Back to News Front

Madigan WTB sergeant named top in Army

Sgt. 1st Class Erica Graham is a true advocate for soldiers

Sgt. 1st Class Erica Graham earned the Cadre Award for Excellence from the Warrior Care and Transition Program due to her work as a platoon sergeant at Madigan Army Medical Center’s Warrior Transition Battalion. Photo credit: Ms. Suzanne Ovel

Email Article Print Article Share on Facebook Share on Reddit Share on StumbleUpon

Looking beyond the uniform to understand her soldiers' personal struggles and journeys earned Sgt. 1st Class Erica Graham the Cadre Award for Excellence from the Warrior Care and Transition Program.

A reservist, Graham served as a platoon sergeant at Madigan Army Medical Center's Warrior Transition Battalion through this summer, where she led, supported and cared for ill, injured and wounded soldiers -- some of the most medically complex soldiers in the Army in fact.

"If you have a soldier who's struggling with just waking up in the morning or trying to figure out different medication regimens or voices in their head -- their struggles are far beyond the normal spectrum of any other leadership position you're going to have in the military," said Graham, a medical lab technician by trade who joined the Army in 2001.

She helped soldiers navigate their care and support services, working to ensure that they transitioned successfully out of the military or returned to regular duty. Graham also gained an encyclopedic knowledge of Army and community programs available to help soldiers with their mental health, housing, finances, Veterans Affairs support and more.

"She was a true advocate for her soldier," said Neville Lewis, an operations and training specialist, and long-term staff member, at the WTB. "She also was not afraid to challenge whoever for optimum care for the soldier. She was very much result-orientated, not going to stop on an issue until she got to the person who had the answer that was needed for the situation."

Graham would be the first to say that she wasn't alone in supporting her soldiers. Not only did she support her squad leaders and vice versa, but she formed a strong leadership team with her fellow platoon sergeants as well.

"There's always going to be times that you have to lean on each other to make sure that the soldier is taken care of," Graham said. "It never mattered if it was your soldier or not -- if there was something going on, and they needed someone, you were there."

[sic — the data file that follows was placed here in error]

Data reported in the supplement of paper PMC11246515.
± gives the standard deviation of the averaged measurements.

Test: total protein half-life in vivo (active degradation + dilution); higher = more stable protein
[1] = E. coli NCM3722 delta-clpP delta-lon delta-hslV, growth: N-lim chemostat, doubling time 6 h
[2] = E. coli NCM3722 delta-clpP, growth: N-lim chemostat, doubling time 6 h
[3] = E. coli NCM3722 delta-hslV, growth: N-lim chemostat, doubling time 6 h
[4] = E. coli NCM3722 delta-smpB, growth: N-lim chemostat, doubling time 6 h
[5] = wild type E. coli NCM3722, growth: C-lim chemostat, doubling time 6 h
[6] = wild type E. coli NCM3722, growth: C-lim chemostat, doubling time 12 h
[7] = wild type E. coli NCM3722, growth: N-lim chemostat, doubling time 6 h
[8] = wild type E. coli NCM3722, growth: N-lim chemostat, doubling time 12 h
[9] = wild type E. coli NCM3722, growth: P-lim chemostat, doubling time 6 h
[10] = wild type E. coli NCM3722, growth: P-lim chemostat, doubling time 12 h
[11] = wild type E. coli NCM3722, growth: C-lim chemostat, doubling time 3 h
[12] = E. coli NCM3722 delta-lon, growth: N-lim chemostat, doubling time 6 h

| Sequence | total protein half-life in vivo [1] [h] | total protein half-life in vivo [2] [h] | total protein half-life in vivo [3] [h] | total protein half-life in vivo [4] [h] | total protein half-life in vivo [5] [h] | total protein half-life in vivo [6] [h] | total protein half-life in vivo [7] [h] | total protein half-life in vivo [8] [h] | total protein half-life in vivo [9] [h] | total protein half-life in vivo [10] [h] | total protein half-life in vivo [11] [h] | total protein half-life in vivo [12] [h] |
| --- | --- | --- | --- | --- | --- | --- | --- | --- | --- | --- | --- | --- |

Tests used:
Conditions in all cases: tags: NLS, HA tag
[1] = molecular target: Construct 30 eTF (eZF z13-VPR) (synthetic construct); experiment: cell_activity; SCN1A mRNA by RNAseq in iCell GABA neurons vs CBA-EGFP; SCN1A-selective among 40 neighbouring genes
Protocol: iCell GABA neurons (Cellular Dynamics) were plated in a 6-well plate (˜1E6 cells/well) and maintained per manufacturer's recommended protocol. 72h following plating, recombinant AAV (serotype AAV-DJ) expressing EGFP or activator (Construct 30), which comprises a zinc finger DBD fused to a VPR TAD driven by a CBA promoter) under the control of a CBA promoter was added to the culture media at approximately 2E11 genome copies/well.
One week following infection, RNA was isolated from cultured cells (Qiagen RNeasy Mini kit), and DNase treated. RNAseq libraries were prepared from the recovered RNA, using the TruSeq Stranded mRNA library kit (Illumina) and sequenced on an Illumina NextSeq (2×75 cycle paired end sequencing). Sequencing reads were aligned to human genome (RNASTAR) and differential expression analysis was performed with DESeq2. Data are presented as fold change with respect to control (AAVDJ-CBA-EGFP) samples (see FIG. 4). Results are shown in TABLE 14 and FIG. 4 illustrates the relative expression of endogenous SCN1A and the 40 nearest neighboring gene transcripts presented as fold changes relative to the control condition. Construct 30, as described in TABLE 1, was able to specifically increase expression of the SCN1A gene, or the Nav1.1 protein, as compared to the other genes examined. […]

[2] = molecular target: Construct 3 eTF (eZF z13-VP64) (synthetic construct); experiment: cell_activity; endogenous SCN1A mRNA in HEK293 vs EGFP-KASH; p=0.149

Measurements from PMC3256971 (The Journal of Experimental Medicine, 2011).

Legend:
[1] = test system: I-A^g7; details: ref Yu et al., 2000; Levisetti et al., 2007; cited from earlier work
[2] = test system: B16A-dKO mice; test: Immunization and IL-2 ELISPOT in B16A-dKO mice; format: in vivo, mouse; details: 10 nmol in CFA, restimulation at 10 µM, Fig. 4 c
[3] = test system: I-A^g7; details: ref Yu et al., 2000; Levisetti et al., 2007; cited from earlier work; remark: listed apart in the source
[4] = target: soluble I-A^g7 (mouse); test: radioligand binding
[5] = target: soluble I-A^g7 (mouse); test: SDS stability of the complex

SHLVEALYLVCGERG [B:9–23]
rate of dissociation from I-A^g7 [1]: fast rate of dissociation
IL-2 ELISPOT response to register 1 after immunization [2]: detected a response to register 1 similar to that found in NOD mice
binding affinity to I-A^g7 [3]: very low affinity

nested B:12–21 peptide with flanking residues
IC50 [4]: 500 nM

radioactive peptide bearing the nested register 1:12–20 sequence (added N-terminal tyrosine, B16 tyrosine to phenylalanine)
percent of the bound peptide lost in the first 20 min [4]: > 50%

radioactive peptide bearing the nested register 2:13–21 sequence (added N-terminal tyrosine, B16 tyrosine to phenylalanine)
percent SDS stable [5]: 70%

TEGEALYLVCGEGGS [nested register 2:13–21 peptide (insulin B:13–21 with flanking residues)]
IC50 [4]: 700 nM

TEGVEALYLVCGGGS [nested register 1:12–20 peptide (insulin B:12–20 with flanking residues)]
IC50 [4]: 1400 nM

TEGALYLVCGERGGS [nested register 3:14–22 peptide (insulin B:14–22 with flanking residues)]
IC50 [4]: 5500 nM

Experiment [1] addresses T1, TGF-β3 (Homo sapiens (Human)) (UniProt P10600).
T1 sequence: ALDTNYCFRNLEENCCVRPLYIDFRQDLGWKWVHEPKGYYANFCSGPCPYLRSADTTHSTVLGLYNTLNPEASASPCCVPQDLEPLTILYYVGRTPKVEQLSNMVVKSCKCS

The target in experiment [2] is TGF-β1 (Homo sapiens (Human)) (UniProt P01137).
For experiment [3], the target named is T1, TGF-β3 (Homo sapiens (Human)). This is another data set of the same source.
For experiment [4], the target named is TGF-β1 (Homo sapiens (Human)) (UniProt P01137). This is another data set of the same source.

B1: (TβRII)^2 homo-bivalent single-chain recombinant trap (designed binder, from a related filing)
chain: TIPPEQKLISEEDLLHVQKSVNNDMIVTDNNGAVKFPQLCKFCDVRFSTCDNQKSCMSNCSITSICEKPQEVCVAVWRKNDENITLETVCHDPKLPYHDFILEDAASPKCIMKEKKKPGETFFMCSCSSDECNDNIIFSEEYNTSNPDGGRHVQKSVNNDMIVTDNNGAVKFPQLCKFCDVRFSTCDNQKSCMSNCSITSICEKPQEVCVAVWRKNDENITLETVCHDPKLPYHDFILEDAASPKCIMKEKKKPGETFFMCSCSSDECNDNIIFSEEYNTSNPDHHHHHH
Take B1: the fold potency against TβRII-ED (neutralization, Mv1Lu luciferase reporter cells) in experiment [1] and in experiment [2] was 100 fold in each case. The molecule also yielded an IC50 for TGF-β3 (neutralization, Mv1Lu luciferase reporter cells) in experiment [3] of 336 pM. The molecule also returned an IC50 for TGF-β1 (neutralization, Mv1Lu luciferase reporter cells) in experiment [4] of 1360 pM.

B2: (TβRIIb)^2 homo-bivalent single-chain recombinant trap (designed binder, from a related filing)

She found the balance of showing compassion for soldiers while maintaining the demands and the needs of the Army, without sacrificing one for the other, said Staff Sgt. Lori Mosgrove, one of her former squad leaders.

"She made my time with the WTU so much better because I always knew I had her support and guidance when there were issues that came up that I didn't know how to fix on my own. I believe I am a better leader because of her mentorship, and I know my soldiers were able to transition successfully thanks to her drive and her ability to place soldiers' needs above her own," Mosgrove said.

With the help of her squad leaders, she took care of soldiers like Sgt. 1st Class Dustin Fulton, who is now medically retired. He joined the WTB after experiencing a herniated disc in his neck during a deployment to the Horn of Africa.

"She was actually with me when I made an appeal for one of my ratings; she went in with me to the board. I guess with her, more than a lot of other people, I was able to communicate what my needs were because it felt safe to do so, like you were being heard and it was okay," said Fulton, who was a medic and civil affairs specialist during his 18 years in the Army.

Throughout her three years as a platoon sergeant at the WTB, Graham led more than 100 soldiers through some of the most challenging times of their lives, as they progressed in their recoveries, in their careers, in their relationships with families and friends, and even spiritually.

Graham -- once again a civilian lab technician -- recounted watching soldiers grow as they overcame the biggest obstacles in life. She witnessed some soldiers who thought they didn't have a reason to live take part in therapy and accept help from other support systems, and eventually leave the unit with a new outlook and life plan.

"They have a reason to live again when at one point they thought that life was over," said Graham. "That's pretty awesome to see."

Read next close

News Front

Local military champion dies

comments powered by Disqus